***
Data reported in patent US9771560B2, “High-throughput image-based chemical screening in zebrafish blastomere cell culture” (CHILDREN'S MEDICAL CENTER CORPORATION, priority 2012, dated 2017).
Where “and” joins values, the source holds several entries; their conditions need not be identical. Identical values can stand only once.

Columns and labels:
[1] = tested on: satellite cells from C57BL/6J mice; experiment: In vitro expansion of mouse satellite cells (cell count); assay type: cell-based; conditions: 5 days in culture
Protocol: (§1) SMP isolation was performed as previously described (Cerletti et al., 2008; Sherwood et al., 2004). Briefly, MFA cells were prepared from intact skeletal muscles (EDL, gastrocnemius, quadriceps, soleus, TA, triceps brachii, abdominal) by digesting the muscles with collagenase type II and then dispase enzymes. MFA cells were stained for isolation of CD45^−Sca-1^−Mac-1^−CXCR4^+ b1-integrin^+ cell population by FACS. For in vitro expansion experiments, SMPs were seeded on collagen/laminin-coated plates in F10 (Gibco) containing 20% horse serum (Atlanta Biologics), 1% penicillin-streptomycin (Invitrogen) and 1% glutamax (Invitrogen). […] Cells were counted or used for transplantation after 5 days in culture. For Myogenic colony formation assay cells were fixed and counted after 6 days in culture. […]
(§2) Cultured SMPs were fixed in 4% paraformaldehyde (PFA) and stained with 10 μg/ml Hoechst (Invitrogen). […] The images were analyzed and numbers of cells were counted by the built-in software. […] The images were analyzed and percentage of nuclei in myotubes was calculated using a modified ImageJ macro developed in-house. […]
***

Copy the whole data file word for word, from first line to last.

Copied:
Data reported in patent US9771560B2, “High-throughput image-based chemical screening in zebrafish blastomere cell culture” (CHILDREN'S MEDICAL CENTER CORPORATION, priority 2012, dated 2017).
Where “and” joins values, the source holds several entries; their conditions need not be identical. Identical values can stand only once.

Columns and labels:
[1] = tested on: satellite cells from C57BL/6J mice; experiment: In vitro expansion of mouse satellite cells (cell count); assay type: cell-based; conditions: 5 days in culture
Protocol: (§1) SMP isolation was performed as previously described (Cerletti et al., 2008; Sherwood et al., 2004). Briefly, MFA cells were prepared from intact skeletal muscles (EDL, gastrocnemius, quadriceps, soleus, TA, triceps brachii, abdominal) by digesting the muscles with collagenase type II and then dispase enzymes. MFA cells were stained for isolation of CD45^−Sca-1^−Mac-1^−CXCR4^+ b1-integrin^+ cell population by FACS. For in vitro expansion experiments, SMPs were seeded on collagen/laminin-coated plates in F10 (Gibco) containing 20% horse serum (Atlanta Biologics), 1% penicillin-streptomycin (Invitrogen) and 1% glutamax (Invitrogen). […] Cells were counted or used for transplantation after 5 days in culture. For Myogenic colony formation assay cells were fixed and counted after 6 days in culture. […]
(§2) Cultured SMPs were fixed in 4% paraformaldehyde (PFA) and stained with 10 μg/ml Hoechst (Invitrogen). […] The images were analyzed and numbers of cells were counted by the built-in software. […] The images were analyzed and percentage of nuclei in myotubes was calculated using a modified ImageJ macro developed in-house. […]